## Logistic Map – Bifurcation Diagram

In the last post, we studied the dynamics of the logistic map $x_{n+1} = a x_n \left(1 - x_n\right)$, by looking at the plots of a few of its trajectories for various values of the bifurcation parameter $a$.  In this post, we try to get a few more insights into the nature of the dynamics, by making use of a versatile tool called the bifurcation diagram.

To construct a bifurcation diagram, we consider only the long-term dynamics.  What do we mean by long-term dynamics?  When we iterate a map such as the logistic map for a given value of $a$, we start with some initial value $x_0$.  Let us suppose $a$ has been chosen such that the dynamics converges to a fixed point.  Starting with $x_0$, the map variable $x_n$ goes through several values before it ultimately converges to the fixed point.  In such a case, the long-term dynamics takes only a single value – that of the fixed point.  The several values assumed by $x_n$ before it converges to the fixed point, are ignored.  Computationally, this is frequently done simply by leaving out the first few values, say the first 100 values $\left(x_0, x_1, \ldots, x_{99}\right)$, of $x_n$.  Similarly, if $a$ has been chosen such that the map dynamics settles into a 2-cycle, the long-term dynamics is just an oscillation between two values, and can again be computationally obtained by skipping the first few values of $x_n$.

Next, to obtain the bifurcation diagram, we plot the value of $a$, against the long-term values of $x_n$.  The sequence of long-term values is irrelevant; in a 4-cycle, we don’t care what is the order in which the four values occur in the dynamics…  all that we plot is four points corresponding to those four values against the value of $a$ for which the 4-cycle occurs.  This is a simple exercise can can easily be done on a computer with some graphics capabilities.  It is very easily done using Matlab, Octave or similar numerical computation software.  Here is a picture of the logistic map’s bifurcation diagram:

Logistic Map: Bifurcation Diagram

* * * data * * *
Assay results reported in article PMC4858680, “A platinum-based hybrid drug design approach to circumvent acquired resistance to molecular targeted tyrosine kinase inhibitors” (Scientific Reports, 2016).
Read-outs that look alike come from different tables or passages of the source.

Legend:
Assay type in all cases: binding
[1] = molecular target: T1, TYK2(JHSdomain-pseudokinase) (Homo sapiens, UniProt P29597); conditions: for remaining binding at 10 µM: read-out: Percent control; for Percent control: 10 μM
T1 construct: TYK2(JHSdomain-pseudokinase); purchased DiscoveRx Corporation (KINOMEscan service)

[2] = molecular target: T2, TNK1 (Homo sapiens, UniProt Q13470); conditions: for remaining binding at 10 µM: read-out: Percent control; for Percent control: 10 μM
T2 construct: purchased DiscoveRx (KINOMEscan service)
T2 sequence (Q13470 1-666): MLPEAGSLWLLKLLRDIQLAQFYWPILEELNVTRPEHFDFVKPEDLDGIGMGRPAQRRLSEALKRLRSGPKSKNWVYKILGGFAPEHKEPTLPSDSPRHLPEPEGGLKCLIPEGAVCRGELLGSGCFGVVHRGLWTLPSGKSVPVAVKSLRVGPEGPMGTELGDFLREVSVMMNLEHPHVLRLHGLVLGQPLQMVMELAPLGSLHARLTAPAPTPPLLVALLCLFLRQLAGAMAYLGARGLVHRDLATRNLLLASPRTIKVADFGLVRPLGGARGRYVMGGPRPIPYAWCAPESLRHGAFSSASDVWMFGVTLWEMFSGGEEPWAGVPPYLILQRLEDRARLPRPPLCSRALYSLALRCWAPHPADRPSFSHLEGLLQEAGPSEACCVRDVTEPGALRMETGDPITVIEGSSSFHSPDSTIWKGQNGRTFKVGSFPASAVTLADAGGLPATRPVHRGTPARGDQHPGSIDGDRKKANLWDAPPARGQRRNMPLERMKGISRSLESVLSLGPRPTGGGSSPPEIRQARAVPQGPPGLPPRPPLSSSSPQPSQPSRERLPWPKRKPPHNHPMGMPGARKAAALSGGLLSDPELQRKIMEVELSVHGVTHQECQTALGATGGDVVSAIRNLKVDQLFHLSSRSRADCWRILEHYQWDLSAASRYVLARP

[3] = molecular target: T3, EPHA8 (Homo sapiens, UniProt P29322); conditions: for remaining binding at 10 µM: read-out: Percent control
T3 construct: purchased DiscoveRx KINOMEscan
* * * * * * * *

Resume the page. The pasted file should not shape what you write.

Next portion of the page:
As can be seen from the bifurcation diagram, for $a \in \left(0, 1\right)$, there is a single point on the bifurcation diagram, at 0.  It indicates that the long-term dynamics is a fixed point, and the fixed point is at 0.  For $a$ between 1 and 3, the map has a non-zero fixed point.  Corresponding to $a=3.25$, the bifurcation diagram has two points, indicating a 2-cycle. $a = 3.5$ has four points on the bifurcation diagram, indicating a 4-cycle.  Those who have a keen eye can possibly spot an 8-cycle too!  The fully darkened areas of the diagram, pertain to those values of $a$ for which the long-term dynamics is neither convergent nor oscillatory, that is, the fully darkened areas indicate chaos.

The bifurcation diagram is an object of intricate structure and complexity.  To end this post, let us have a look at a magnified version of the bifurcation diagram – from $a = 3.5$ to $4$.

Logistic Map: Bifurcation Diagram Magnified

Among other things, this magnified view clearly shows an 8-cycle.  One can possibly see hints of a 16-cycle.  In reality, the initial part of the bifurcation diagram contains an entire period-doubling cascade, consisting of all $2^k$-cycles, $k = 1, 2, \ldots$.  The diagram also shows a 6-cycle, a 5-cycle and a 3-cycle.  Another interesting point that can immediately be noticed is that the darkened areas of chaos are interspersed with windows of periodicity – a phenomenon known as intermittency.

We shall have a more detailed look at the bifurcation diagram, in subsequent posts.

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